K Token: Korean local coin epitomizes the original intent of crypto

26 February, 2019

A post we previously published on Coinbet.com attempted to answer the question of where cryptocurrency gets its value from. We surmised three possibilities: pricing, utility, or a combination of both. We would like to take that thinking a step further in this post by discussing a new local coin about to be launched in South Korea. The coin epitomizes the original intent of crypto. It also gives us a little more clarity in regard to utility.

The utility of a cryptocurrency boils down to what it is used for. One particular crypto may only have a single purpose while another has multiple purposes. At the end of the day though, those purposes define utility. This is easier to understand if you look at it in terms of Bitcoin gambling.

Bitcoin has always been a monetary system first. That's why it was originally created. For the digital coins that bear the Bitcoin name to be worth anything, consumers have to be able to spend them. They have to be able to use their bitcoins as money with actual purchasing power. Bitcoin gambling offers such an opportunity. Bitcoin gambling demonstrates the utility of bitcoins as a means of making digital payments.

South Korea's local coin

With the explanation of utility out of the way, let us talk about South Korea's pending local coin. Known as the K token, the coin is set to be tested in a pilot project in March 2019, then released to the general public in April. It is considered a local coin because it will only be available in the city of Gimpo in Gyeonggi Province.

City government intends to issue the equivalent of 11 billion won (USD $9.7 million) in K tokens every year. Some of the digital currency will be allocated for social services and city development projects; the rest will be made available to consumers and merchants.

The interesting thing about it is that K token coins will only have value inside the city. Consumers who hold the coins will be able to freely spend them with merchants located in the city, but nowhere else. As for the merchants, they will have the freedom to convert their coins to fiat currency and transferred to a business bank account anytime they like. Sources say that the transactions will be offered without fees.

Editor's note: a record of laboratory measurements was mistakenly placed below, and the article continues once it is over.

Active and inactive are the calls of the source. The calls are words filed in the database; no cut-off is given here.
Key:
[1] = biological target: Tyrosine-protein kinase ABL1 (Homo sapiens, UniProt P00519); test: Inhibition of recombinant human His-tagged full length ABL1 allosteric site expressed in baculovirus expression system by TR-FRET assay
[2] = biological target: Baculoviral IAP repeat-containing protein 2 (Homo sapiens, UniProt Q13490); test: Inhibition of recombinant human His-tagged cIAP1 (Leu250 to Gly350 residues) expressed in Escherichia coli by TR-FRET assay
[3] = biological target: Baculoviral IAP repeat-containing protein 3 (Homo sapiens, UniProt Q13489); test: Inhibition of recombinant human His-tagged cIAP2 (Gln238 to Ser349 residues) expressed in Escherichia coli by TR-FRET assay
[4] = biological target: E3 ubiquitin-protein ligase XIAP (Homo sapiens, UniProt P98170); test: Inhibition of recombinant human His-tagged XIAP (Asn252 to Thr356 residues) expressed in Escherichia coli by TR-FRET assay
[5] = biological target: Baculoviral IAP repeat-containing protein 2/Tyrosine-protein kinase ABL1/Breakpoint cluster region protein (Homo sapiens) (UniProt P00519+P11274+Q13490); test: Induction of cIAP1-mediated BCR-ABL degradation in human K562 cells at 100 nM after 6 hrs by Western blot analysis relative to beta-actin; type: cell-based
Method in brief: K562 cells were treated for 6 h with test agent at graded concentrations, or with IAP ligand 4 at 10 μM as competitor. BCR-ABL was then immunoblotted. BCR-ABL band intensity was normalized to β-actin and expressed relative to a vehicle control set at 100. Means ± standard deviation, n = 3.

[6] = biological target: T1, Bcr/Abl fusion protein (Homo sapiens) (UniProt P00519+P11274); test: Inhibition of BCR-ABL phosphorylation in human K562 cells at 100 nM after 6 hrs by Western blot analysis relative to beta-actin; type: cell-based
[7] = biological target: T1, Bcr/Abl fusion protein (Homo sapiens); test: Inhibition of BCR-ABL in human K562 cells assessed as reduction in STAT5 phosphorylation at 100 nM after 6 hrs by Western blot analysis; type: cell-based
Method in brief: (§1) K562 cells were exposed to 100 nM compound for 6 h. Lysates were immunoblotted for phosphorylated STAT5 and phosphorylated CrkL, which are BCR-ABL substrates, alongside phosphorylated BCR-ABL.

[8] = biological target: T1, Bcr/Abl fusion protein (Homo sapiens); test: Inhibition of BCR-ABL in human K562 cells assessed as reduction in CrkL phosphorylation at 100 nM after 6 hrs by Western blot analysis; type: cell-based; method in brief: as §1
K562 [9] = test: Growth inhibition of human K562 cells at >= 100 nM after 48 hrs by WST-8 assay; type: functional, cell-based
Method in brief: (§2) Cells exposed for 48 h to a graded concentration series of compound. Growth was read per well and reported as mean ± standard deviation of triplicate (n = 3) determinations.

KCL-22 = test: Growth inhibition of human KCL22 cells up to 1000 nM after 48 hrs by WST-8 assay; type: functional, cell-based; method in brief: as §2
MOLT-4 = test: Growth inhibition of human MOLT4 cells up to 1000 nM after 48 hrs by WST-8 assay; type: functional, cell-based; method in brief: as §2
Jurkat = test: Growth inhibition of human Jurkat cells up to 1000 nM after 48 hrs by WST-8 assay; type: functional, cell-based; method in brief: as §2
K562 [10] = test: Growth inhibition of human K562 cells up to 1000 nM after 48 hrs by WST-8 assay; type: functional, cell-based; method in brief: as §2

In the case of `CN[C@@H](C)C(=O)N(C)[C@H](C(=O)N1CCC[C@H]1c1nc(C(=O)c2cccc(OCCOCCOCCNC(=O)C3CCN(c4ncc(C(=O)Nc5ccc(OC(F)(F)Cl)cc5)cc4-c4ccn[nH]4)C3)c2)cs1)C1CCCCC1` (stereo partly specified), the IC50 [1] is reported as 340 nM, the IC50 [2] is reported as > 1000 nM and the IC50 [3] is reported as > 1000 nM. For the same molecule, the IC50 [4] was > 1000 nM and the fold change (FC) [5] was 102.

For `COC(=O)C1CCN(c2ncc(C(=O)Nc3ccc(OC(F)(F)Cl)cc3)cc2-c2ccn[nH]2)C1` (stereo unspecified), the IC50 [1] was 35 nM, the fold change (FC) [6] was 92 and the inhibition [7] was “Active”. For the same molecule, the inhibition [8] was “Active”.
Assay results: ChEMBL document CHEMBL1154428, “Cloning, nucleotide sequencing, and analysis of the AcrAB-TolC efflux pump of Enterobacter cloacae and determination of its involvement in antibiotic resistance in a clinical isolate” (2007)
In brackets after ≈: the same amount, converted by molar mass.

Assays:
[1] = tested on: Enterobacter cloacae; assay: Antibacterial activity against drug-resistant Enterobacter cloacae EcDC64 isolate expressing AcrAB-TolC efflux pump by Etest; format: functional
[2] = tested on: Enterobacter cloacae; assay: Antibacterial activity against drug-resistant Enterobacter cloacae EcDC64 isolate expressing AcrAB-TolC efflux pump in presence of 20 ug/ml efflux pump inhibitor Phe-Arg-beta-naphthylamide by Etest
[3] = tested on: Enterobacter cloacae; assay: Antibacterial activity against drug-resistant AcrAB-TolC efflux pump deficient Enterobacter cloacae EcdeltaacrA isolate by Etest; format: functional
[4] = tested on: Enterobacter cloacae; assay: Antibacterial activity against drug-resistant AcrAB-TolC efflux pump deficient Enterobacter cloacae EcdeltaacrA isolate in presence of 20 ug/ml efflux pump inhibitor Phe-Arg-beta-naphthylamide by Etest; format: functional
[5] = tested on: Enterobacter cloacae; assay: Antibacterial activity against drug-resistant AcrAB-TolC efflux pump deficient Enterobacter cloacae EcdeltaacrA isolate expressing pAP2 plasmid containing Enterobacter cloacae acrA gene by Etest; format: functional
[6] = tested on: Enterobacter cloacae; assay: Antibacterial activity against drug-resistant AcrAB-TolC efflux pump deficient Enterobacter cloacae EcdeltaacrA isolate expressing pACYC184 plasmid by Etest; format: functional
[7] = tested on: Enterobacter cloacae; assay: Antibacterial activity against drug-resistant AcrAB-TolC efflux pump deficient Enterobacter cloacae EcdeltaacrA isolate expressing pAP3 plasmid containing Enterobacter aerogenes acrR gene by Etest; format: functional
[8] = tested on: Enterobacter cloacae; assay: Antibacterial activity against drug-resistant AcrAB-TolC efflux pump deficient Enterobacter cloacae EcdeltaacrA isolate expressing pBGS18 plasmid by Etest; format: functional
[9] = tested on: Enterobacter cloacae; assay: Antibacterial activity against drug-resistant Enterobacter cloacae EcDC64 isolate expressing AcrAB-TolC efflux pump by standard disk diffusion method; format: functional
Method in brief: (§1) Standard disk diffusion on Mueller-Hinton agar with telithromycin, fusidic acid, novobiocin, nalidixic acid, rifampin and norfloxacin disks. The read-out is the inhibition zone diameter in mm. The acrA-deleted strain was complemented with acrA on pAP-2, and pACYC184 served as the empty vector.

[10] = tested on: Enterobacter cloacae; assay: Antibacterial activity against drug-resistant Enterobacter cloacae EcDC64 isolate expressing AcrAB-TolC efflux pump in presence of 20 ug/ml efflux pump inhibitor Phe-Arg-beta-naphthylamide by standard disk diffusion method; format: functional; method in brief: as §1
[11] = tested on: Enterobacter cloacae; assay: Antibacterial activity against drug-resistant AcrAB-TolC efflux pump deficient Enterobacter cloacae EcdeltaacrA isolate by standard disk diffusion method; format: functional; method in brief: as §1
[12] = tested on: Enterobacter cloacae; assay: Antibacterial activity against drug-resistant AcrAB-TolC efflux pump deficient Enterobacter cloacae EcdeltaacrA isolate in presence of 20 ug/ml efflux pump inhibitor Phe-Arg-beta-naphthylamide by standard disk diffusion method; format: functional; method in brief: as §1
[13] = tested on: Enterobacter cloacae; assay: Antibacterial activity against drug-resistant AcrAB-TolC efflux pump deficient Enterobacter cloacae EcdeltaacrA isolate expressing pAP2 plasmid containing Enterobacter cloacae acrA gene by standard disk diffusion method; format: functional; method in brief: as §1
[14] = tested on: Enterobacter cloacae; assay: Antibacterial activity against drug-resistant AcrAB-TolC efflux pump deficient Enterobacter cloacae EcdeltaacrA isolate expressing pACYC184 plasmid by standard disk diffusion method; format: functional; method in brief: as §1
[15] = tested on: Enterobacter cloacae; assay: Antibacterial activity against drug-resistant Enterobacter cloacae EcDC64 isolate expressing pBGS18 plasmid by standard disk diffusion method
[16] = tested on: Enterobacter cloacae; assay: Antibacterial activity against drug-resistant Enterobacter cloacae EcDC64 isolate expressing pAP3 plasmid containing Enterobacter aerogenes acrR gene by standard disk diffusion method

Expanding beyond Gimpo

City government has contracted with KT Corporation, one of the leading telecom companies in South Korea, to create the K token cryptocurrency. It turns out that the company has their eye on expanding outside of Gimpo at some point in the future. That essentially makes this first project a trial run.

Assuming things go well in Gimpo, KT Corporation intends to pitch the idea to municipalities they think might benefit from their own local coins. So all eyes will be on Gimpo and the performance of K token for the remainder of the year. By early 2020, KT Corporation could be looking at a number of additional municipalities hoping to develop local coins.

Why go local?

Gimpo's foray into cryptocurrency is by no means a first. As you know, Venezuela became the first country to issue a state-backed coin in 2018. The Marshall Islands recently jumped into the cryptocurrency pool by announcing a new coin they would recognize as legal tender and an alternative to the U.S. dollar. We also know of other countries entertaining the possibility of establishing cryptocurrencies, including the U.S., Canada, and the UK.

What makes this project different is that it is local. Both the coins and the ability to spend them will be confined to Gimpo. But does that make sense? Shouldn't the city be looking at cryptocurrency with a more broad view? That depends on your vision for cryptocurrency as a monetary system.

Issuing a local coin makes a lot of sense when you understand the underlying principles of the granddaddy of them all, Bitcoin. Remember that Bitcoin was primarily developed as a monetary system. More specifically, it was developed to be a decentralized monetary system free from the control of government and central banks.

Despite K token being politically backed by city government, it appears to remain as close to the original intent of Bitcoin as anything else we have seen. As a local coin, it offers quite a few advantages: